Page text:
We had various attempts at communication but not wanting to get behind schedule we made the decision to carry on. It was a steep climb up on to Am Bodach, Munro number seven and from there on to the now demoted Sgurr an Iubhair. It was still dry although storm clouds were gathering from the south. As on An Gearanach we decided to leave the rucksacks before crossing the Devilâ€™s Ridge to Sgurr aâ€™ Mhaim. One of my hopes at the beginning of the day was that the forecast rain would hold off until we had at least made the double crossing of the ridge. We almost managed it but the inevitable happened about two thirds of the way back so we hastily retrieved our rucksacks and donned waterproof jackets before carrying on towards Stob Ban, Munro number nine.
I think we were all really feeling tired by this time and the rain certainly didnâ€™t help. But at least it was at our back so we plodded on only stopping at Stob Ban for a very quick photo. From there we just had to follow the ridge round to the final Munro, Mullach nan Coirean. Even though we had done this end of the ridge just a few weeks earlier I donâ€™t think any of us appreciated just how long that 3km stretch would feel. But we got there just as the clouds dropped to give no views at all for the first time all day.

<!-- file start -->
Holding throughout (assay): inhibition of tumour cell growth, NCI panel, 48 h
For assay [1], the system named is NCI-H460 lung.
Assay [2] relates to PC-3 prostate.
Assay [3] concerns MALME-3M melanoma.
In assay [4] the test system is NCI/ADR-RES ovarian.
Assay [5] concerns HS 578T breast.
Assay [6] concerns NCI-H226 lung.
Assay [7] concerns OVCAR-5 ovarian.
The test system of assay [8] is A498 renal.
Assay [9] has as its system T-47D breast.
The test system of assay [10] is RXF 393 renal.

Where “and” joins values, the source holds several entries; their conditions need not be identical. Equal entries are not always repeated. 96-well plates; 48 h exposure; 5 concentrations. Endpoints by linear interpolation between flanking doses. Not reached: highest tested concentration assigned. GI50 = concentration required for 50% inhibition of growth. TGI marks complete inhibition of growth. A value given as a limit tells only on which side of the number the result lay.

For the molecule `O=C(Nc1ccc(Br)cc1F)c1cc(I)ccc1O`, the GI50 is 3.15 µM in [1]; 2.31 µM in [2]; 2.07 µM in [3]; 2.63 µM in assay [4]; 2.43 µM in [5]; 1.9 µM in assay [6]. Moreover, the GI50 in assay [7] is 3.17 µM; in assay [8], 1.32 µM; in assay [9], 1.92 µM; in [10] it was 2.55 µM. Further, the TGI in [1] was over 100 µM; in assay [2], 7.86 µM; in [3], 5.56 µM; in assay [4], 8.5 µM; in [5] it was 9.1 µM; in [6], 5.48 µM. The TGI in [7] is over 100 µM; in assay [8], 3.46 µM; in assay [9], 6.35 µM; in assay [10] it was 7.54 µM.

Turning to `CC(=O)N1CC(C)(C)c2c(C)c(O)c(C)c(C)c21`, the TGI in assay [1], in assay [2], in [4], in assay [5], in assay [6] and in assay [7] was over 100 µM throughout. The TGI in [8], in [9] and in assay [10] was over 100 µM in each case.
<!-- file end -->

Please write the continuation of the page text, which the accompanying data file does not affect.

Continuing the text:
Being tired and not wanting to make a simple navigational error, we checked the compass and headed southeast then south down to the West Highland Way for the 6km walk back to Kinlochleven. There is a stream that runs alongside the West Highland Way, which I safely negotiated, but then I had spectacular slip into a very wet bog just as I tried to reach the Land Rover track. Thankfully it was just wet and not muddy.
I donâ€™t think I would have been much wetter had I fallen in a river.
The wind was in our faces now but we didnâ€™t really care. Weâ€™d done what we had set off to achieve and it was much relief that we staggered in to the hotel at 9.45pm, 17 hours and 5 minutes after setting off, for beers and lasagne.